Nicole Kidman could join an elite group of actors who have received lead and supporting Oscar bids in the same year thanks to her leading role in “Destroyer” and supporting turn in “Boy Erased.” “As an actor, I’m grateful to have such great roles,” she says, especially considering “it gets harder as you get older. It just does. So the idea of having two really rich female characters, both of them mothers, and being able to put them out in the world like this” is “a blessing.” Watch our exclusive video interview above.
“Destroyer” casts Kidman as Erin Bell, a hard-bitten police detective who spent years undercover in a drug ring. Years later she must confront her demons when the violent gang leader returns. “I’d never been asked to do anything like it,” she reveals, “and I emotionally felt her. I cried when I read the script.” She admits to being nervous that director Karyn Kusama “would just think I couldn’t do it” since it was so far outside her wheelhouse.
While on its surface the film is a crime thriller, it also deals with how Erin’s past has damaged her relationship with her teenage daughter (Jade Pettyjohn). “As much as it’s considered a genre picture, I see it as a classical tragedy in a way,” Kidman explains, “and also a story about a mother seeking to make a better life for her child.”
That’s also the case with “Boy Erased,” a true-life drama about a young man (Lucas Hedges) sent to conversion therapy when his Baptist pastor father (Russell Crowe) and his mother (Kidman) discover he’s gay. The actress admits to not knowing about the practice until reading Joel Edgerton‘s script, and indeed “a lot of people” aren’t familiar with it until they hear this story.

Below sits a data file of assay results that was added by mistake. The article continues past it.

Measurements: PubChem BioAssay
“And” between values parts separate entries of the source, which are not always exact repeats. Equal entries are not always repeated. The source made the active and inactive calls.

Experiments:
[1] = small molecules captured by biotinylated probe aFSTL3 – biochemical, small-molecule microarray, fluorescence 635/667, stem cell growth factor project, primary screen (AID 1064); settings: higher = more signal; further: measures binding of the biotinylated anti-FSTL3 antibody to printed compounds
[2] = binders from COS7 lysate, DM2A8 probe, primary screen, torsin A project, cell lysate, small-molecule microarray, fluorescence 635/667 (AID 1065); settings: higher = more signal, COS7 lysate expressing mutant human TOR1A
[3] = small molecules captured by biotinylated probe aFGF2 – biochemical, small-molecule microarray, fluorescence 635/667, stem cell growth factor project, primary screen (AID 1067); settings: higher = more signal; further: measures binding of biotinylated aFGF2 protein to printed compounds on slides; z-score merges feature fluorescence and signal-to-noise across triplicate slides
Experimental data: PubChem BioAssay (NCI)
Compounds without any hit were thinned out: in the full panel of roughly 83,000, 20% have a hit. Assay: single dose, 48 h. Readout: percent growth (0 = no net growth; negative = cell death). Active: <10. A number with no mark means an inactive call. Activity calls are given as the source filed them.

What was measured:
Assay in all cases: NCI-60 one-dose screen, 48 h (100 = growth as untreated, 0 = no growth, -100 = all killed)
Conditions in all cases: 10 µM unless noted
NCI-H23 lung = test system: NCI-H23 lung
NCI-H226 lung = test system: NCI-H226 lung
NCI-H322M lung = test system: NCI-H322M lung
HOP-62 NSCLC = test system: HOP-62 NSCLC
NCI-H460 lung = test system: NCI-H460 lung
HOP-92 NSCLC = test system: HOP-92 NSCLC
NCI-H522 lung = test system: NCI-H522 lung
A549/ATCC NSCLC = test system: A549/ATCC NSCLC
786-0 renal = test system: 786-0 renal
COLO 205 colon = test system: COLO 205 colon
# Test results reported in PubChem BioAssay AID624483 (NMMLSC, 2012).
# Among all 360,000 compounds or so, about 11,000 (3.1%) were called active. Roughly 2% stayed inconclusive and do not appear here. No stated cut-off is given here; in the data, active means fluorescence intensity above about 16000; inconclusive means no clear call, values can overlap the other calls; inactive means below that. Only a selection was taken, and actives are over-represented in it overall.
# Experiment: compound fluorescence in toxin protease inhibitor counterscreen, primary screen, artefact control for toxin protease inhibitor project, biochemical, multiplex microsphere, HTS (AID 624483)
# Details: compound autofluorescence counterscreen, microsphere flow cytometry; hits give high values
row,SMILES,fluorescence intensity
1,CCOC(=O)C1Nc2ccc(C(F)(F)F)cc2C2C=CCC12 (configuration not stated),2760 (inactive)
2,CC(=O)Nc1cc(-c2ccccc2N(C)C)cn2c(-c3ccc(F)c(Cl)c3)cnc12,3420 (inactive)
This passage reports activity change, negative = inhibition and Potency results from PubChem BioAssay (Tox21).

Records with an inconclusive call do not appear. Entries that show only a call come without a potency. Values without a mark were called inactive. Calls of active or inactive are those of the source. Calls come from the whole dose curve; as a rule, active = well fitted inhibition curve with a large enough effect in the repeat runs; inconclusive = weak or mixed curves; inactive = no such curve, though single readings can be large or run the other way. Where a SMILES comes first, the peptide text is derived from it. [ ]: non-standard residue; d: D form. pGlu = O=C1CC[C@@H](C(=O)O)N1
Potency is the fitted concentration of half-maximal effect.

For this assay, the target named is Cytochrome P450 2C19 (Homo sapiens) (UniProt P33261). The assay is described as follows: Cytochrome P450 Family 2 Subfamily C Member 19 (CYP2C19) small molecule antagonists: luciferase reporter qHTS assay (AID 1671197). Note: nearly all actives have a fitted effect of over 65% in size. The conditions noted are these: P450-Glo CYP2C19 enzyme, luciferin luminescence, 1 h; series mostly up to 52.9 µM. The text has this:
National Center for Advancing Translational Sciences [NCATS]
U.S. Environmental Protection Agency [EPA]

But while the film endeavors to bring attention to this debunked form of “therapy,” which is still legal in much of the United States, it’s also “about a mother who’s making amends to her child for a huge thing that she knows she did that was wrong.” But despite the harm she caused, her actions weren’t “malicious. She didn’t do it because she wanted to hurt him. She did it because she wanted” to do “what she thought would help him.”
Kidman won the Best Actress Oscar for “The Hours” (2002) and also earned nominations for “Moulin Rouge!” (Best Actress, 2001), “Rabbit Hole” (Best Actress, 2010), and “Lion” (Best Supporting Actress, 2016). Then she moved to TV and ran the board with victories at the Emmys, SAG Awards and Golden Globes for the first season of the HBO series “Big Little Lies,” which returns in 2019.
Be sure to check out how our experts rank this year’s Oscar contenders. Then take a look at the most up-to-date combined odds before you make your own Oscar predictions. Don’t be afraid to jump in now since you can keep changing your predictions until just before nominations are announced on January 22.